Michelle Clark-Conley believes that some of the greatest gifts of this community are the lasting friendships developed with like-minded people. Some of those friendships led her to the Missouri River, where she caught the biggest trout of her life. PHOTO COURTESY MICHELLE CLARK-CONLEY

Tomboy for life

Michelle Clark-Conley on following her path to happiness

Michelle Clark-Conley admits there are not too many differences between the childhood and adult versions of her. Though her hair has changed, she has remained a tomboy throughout the years.

“With all my family pictures people are like, ‘Oh, you have a brother?’ No that’s me. I was a super tomboy. I had a bowl cut and a rattail until I was 11. I refused to wear long dresses, refused to have long hair and was always covered in mud,” she said.

She grew-up playing on the nearby lake and building snow forts with her younger sister. The girls were rarely inside.

Clark–Conley says nothing much has changed. She still wants to always be outside. She still wants to play games. In fact, up at Scissorbills – where she is the assistant general manager – she made a bar game out of the Lone Peak Lookout crossword puzzle. When the crossword puzzle disappeared for a week, she wrote a letter to the paper, ensuring the return of her game.

She likes what she likes and has no reservations finding ways to bring them into the fold of her life.

The product of parents she describes as renegades, she was raised to pursue her interests, no matter how quirky they may appear to others. That is how her parents live. Her father spent one summer riding his motorcycle to every covered bridge in New Hampshire. Her mother hiked Mount Kilimanjaro in her 30s. She says her parents were most definitely the blacksheep of their families and she and her sister function just like them.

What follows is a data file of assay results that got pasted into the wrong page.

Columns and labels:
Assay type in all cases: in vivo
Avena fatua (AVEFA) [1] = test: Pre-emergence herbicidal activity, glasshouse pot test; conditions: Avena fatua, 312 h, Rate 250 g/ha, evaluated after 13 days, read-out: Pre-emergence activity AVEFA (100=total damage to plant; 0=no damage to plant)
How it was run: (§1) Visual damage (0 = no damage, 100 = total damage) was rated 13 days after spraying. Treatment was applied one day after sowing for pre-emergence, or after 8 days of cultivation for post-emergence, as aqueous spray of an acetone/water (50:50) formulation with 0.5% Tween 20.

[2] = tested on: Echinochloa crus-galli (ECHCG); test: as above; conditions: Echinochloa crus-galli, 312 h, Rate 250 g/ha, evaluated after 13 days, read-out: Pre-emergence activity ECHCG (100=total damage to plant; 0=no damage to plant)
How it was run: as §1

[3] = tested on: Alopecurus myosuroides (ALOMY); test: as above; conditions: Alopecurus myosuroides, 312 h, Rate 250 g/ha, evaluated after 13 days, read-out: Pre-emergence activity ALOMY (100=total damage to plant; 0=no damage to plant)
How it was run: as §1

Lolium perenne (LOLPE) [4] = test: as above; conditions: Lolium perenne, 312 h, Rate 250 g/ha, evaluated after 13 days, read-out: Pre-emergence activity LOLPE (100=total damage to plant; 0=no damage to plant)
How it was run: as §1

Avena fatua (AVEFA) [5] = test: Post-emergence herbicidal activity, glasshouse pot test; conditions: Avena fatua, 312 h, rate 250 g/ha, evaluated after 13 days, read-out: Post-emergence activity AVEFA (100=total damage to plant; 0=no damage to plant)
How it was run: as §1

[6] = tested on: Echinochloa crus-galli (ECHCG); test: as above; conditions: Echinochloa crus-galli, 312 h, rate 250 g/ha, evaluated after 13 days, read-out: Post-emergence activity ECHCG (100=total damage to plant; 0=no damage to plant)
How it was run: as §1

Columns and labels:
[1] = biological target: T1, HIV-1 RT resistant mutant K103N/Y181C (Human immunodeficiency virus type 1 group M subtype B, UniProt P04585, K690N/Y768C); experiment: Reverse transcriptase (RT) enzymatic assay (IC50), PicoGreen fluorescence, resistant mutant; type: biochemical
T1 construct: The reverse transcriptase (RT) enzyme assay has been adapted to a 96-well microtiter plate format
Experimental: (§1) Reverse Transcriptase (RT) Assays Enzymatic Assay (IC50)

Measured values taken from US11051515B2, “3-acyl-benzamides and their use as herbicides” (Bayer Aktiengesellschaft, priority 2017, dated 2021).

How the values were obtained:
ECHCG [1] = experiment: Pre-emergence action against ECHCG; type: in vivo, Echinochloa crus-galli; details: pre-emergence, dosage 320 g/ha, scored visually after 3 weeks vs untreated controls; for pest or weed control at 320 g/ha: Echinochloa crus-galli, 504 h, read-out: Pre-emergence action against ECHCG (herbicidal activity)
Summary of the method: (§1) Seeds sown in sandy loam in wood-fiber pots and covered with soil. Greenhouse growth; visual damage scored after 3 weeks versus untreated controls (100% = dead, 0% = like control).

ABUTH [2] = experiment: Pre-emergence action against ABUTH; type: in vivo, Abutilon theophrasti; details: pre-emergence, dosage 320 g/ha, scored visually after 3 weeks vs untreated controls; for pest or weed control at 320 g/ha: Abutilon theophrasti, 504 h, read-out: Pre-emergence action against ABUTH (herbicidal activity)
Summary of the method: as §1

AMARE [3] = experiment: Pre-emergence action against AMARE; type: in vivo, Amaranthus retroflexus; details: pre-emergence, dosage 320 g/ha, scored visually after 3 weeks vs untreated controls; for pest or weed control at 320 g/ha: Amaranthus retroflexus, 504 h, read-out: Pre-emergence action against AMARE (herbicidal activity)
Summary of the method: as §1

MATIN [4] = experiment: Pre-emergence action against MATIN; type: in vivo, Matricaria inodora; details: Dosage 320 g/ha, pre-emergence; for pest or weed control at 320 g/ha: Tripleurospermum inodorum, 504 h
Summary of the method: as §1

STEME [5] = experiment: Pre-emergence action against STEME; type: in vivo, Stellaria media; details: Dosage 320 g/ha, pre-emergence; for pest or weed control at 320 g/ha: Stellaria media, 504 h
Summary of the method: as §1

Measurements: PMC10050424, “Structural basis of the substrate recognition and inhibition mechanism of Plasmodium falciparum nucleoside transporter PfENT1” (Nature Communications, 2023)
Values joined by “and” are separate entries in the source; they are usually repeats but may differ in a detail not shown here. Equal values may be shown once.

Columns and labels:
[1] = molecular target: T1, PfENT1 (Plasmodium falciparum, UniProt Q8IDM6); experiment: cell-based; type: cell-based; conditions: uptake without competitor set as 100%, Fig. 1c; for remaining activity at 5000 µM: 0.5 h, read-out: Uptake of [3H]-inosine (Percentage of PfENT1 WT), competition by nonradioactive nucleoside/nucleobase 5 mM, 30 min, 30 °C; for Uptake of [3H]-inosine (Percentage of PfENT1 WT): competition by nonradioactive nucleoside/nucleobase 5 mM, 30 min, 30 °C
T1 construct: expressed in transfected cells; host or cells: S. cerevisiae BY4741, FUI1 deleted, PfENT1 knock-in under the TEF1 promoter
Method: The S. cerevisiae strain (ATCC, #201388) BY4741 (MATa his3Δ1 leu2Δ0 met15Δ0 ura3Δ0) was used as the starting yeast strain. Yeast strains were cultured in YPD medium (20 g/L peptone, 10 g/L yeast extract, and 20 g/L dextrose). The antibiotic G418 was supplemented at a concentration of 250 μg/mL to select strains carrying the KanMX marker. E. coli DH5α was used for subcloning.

“They’ve always been supportive of me straying off the common path,” she said. “They have always been super supportive of any decisions my sister and I have made: ‘As long as you can afford to do what you are doing and as long as you are happy – that’s all we care about.’”

Originally from the rural, mountainous area White Mountains and Lakes Region off of Squam Lake in New Hampshire, she is no stranger to ski resorts or the small town life.

“I feel more of a sense of community in a small town,” she said.

Clark-Conley transferred to Montana State University in 2008 – halfway through her freshman year – as a construction engineering major. She spent a year and a half in Bozeman before heading to Big Sky and is happy she left that lifepath behind.

“I’m pretty happy doing what I’m doing,” she said of her position at Scissorbills and as a server and bartender at Michelangelo’s. Her work in the service industry has always allowed her the freedom to pursue the outdoor treasures out her backdoor – no car drive needed.

She loves that. Mountain biking, hiking, skiing, backcountry skiing, fishing – all easily accessible.

Decade-long friendships have been bolstered by all those outdoor pursuits – powder and pine forests; the meditative joy of fishing on area rivers.

Not only that, but Big Sky has allowed for her to continue to grow as a person and with various hobbies. She learned how to tie flies before ever learning how to fly fish, learned how to raft guide and guided on the Gallatin for six years. She learned a lot about the food and wine industries since that is primarily how she has made her living since arriving in Big Sky. Clark-Conley even learned how to deal poker.

“I think that Big Sky allows you the opportunity to be different and learn things outside of the norm. It’s very acceptable to do that. Everyone here has a very unconventional lifestyle, which is part of why I love being here,” she said. So many different people with different backgrounds drawn by the same call for the mountains.

“Normally I would have graduated from college, gotten married, bought a house. That kind of lifestyle is expected everywhere else. That is not expected here. You get to do whatever works for you here,” she said.

The combination of the sense of community in Big Sky coupled with the opportunity to immerse herself in nature makes her believe this area is about as good as it gets in the world.

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